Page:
A mountaintop observatory in Mexico, built and operated by an international team of scientists, has captured the first wide-angle view of gamma rays emanating from two rapidly spinning stars. The High-Altitude Water Cherenkov Gamma-Ray Observatory, or HAWC, provided the fresh perspective on high-energy light streaming from these stellar neighbors, casting serious doubt on one possible explanation for a mysterious excess of anti-matter particles near Earth.
Two Michigan State University scientists, who are founding members of the HAWC collaboration, contributed to the study, which is featured in the current issue of Science.
In 2008, astronomers observed an unexpectedly high number of positrons – the anti-matter cousins of electrons – in orbit a few hundred miles above the Earth’s atmosphere. Ever since, scientists have debated the cause of the anomaly, split over two competing theories of its origin. Some suggested a simple explanation: The extra particles might come from nearby collapsed stars called pulsars, which spin around several times a second and throw off electrons, positrons and other matter with violent force. Others speculated that the extra positrons might come from processes involving dark matter – the invisible but pervasive substance seen so far only through its gravitational pull.
Using new data from the HAWC observatory, researchers made the first detailed measurements of two pulsars previously identified as possible sources of the positron excess. By catching and counting particles of light streaming from these nearby stellar engines, HAWC collaboration researchers found that the two pulsars are unlikely to be the origin of the positron excess. Despite being the right age and the right distance from Earth, the pulsars are surrounded by an extended murky cloud that prevents most positrons from escaping.
“This new measurement is tantalizing because it strongly disfavors the idea that these extra positrons are coming to Earth from two nearby pulsars, at least when you assume a relatively simple model for how positrons diffuse away from these spinning stars,” said Jordan Goodman, professor of physics at the University of Maryland and the lead investigator and U.S. spokesperson for the HAWC collaboration. “Our measurement doesn’t decide the question in favor of dark matter, but any new theory that attempts to explain the excess using pulsars will need to account for what we’ve found.”
Jim Linnemann, MSU astrophysicist and paper co-author led the reviewing and editing of the result inside the HAWC collaboration, which comprises 100 scientists. MSU scientists wrote the key software used for the remote monitoring. They also built the timing hardware necessary to make maps of the sky, and Linnemann was in charge of electronics during construction. He praised the team’s interdisciplinary effort.
"This exciting result combines the chief scientific interests of our group at MSU by interpreting a result in high energy galactic astronomy in the context of searches for dark matter," Linnemann said. "We look forward to extending these results to other pulsars, and to verifying the diffusion model by measuring the energy spectra more precisely."
As with an ordinary camera, collecting lots of light allows HAWC to build sharp images of individual gamma-ray sources. The most energetic gamma rays originate in the graveyards of big stars, around stellar remains like the spinning pulsar remnants of supernovae. But that light doesn’t come from the stars themselves. Instead, it's created when the spinning pulsar accelerates particles to extremely high energies, causing them to smash into lower-energy photons left over from the early universe.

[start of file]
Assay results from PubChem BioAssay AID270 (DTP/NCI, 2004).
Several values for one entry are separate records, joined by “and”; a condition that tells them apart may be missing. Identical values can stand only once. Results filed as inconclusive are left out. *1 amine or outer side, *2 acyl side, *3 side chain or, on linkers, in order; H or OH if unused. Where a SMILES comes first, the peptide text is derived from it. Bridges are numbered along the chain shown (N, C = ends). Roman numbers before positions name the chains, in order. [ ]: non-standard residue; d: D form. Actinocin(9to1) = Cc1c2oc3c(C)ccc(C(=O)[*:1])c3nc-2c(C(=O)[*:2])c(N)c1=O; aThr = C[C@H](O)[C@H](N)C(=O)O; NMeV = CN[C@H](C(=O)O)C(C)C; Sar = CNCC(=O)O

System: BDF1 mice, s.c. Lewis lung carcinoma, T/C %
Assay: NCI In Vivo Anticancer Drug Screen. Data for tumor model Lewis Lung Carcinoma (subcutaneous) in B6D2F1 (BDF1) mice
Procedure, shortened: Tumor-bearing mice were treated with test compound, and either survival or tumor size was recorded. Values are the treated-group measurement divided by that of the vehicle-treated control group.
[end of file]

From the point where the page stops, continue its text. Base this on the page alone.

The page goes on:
The size of the debris field around powerful pulsars, measured by the patch of sky that glows bright in gamma rays, tells researchers how quickly matter moves relative to the spinning stars. This enables researchers to estimate how quickly positrons are moving and how many positrons could have reached Earth from a given source.
Using a recently published HAWC catalog of the high-energy sky, scientists have absolved the nearby pulsar Geminga and its sister – the pulsar PSR B0656+14 – as sources of the positron excess. Even though the two are old enough and close enough to account for the excess, matter isn’t drifting away from the pulsars fast enough to have reached the Earth.
This measurement wouldn’t have been possible without HAWC’s wide view. It continuously scans about one-third of the sky overhead, which provided researchers with a broad view of the space around the pulsars. Other observatories watching for high-energy gamma rays with a much narrower field of view missed the extended nature of the pulsars.
The HAWC Observatory sits at an elevation of 13,500 feet, flanking the Sierra Negra volcano inside Pico de Orizaba National Park in the Mexican state of Puebla. It consists of more than 300 massive water tanks that sit waiting for cascades of particles initiated by high-energy packets of light called gamma rays – many of which have more than 10 million times the energy of a dental X-ray.
When these gamma rays smash into the upper atmosphere, they blast apart atoms in the air, producing a shower of particles that moves at nearly the speed of light toward the ground. When this shower reaches HAWC’s tanks, it produces coordinated flashes of blue light in the water, allowing researchers to reconstruct the energy and cosmic origin of the gamma ray that kicked off the cascade.
It’s possible that a new insight about the astrophysics of these pulsars and their local environments could account for the positron excess at Earth, but it would require a more complicated theory of positron diffusion than physicists in the collaboration think is likely. On the other hand, dark matter may be the right explanation, but more evidence will ultimately be needed to decide.
SOURCE: MSU Today